For beauty is nothing but the beginning of terror, which we are still just able to endure
and we are so awed because it serenely disdains to annihilate us.
Every angel is terrifying.
Rilke and his angelic orders showed me that my mistake was to think of poetry as a more troublesome form of prose. A poem is more akin to a piece of music or a mathematical equation. You either ‘get it’ on a different level of understanding altogether or it remains forever cold and closed to you. For me, at least, poetry involved love, admiration, a sort of sensual attraction to the words involved. I don’t to this day have any clever ideas about what Rilke is saying but the glorious thing is that it doesn’t matter. I love the way he says it. I feel sucked into his voice, and its urgency, the feel of the words striving to tell me something powerful and essential but enigmatic. I feel as if I am receiving a strident call to let go, to abandon the rational realm, and simply to thrill to the power of a phrase. This is not the sort of thing I am comfortable with generally, so it has to involve love, for me.
Over the years, I have come to enjoy poetry by allowing myself not to like the vast majority of it. I will never be fundamentally a poetry person, because my heart is with the interesting explanation, the clever plot twist, the brilliant sentence of characterisation, and the harmonious closure of a satisfying ending. But there are still poets I love: Rilke, Yves Bonnefoy, Sylvia Plath, Ann Sexton, Louise Glück. I feel it is a little unfortunate, but when a poet is mad, it helps. No one beats Plath on a bad day:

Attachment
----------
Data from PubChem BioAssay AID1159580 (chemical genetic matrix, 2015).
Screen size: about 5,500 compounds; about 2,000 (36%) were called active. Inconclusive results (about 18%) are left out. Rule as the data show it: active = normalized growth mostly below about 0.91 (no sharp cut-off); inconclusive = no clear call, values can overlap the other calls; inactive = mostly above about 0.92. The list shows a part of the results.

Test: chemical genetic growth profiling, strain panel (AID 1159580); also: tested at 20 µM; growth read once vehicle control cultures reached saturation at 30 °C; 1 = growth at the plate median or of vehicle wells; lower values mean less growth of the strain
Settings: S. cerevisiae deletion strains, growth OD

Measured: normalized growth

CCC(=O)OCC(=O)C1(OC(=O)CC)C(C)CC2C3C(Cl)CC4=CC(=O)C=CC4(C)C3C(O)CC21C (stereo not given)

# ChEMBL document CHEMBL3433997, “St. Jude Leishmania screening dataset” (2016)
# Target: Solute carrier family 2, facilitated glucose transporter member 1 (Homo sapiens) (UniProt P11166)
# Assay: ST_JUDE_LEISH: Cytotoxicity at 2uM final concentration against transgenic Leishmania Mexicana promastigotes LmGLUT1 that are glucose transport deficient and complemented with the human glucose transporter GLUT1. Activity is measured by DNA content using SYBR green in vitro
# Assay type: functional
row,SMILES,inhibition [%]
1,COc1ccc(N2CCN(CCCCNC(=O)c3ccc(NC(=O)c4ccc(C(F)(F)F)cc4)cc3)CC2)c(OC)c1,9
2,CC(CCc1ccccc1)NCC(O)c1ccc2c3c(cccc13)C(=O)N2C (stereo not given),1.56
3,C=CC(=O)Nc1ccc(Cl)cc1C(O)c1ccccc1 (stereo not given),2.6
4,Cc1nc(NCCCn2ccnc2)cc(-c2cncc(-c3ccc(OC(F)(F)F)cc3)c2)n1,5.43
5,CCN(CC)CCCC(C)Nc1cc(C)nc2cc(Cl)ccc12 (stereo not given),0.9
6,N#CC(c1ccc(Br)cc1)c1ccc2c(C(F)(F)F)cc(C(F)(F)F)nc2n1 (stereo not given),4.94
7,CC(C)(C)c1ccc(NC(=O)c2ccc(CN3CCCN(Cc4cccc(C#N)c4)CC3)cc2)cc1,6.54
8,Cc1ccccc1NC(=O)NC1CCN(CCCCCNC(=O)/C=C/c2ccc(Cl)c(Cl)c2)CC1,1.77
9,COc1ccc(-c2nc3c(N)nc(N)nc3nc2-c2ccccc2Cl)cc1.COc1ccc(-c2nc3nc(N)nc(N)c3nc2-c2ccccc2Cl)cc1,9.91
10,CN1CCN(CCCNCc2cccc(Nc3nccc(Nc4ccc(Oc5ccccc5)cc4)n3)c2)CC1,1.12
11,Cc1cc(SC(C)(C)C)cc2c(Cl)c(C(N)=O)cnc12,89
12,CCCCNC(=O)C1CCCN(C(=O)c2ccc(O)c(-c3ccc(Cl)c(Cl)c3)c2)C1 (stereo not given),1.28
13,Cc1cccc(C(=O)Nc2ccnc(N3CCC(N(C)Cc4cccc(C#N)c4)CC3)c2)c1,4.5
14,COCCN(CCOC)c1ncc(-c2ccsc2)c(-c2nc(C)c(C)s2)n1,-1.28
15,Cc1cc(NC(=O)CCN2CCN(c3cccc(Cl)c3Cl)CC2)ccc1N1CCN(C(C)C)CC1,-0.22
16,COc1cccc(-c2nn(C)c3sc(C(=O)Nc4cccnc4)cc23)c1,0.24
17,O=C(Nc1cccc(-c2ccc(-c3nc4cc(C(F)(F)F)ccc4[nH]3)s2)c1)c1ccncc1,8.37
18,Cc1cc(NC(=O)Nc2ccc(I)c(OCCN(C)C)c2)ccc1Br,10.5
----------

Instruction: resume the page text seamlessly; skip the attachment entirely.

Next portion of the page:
Mother, you sent me to piano lessons
And praised my arabesques and trills
Although each teacher found my touch
Oddly wooden in spite of scales
And the hours of practicing, my ear
Tone-deaf and yes, unteachable.
I learned, I learned, I learned elsewhere,
From muses unhired by you, dear mother.
Although Anne Sexton in her wonderful sarcastic-ironic voice comes pretty close in her retelling of Snow White and the Seven Dwarves:
This time she bought a poison comb,
a curved eight-inch scorpion,
and put it in her hair and swooned again.
The dwarfs returned and took out the comb
and she revived miraculously.
She opened her eyes as wide as Orphan Annie.
Beware, beware, they said,
but the mirror told,
the queen came,
Snow White, the dumb bunny,
opened the door
and she bit into a poison apple
and fell down for the final time.
The thing is, I need a poem to be telling me some kind of story. I can’t do (or at least have not yet found) the kind of poems that get lost in the beauties of nature, or some vague cosmic awe. I like poetry that tackles the problems of identity and I like poems about love, and I especially like poems that make me laugh. I can suffer from finding poetry pretentious to my ears (which I must insist is a kind of tone-deafness on my own part), so poems that are funny are a wonderful antidote. Wendy Cope, in particular:
Two Cures For Love
1 Don’t see him. Don’t phone or write a letter.
2 The easy way: get to know him better.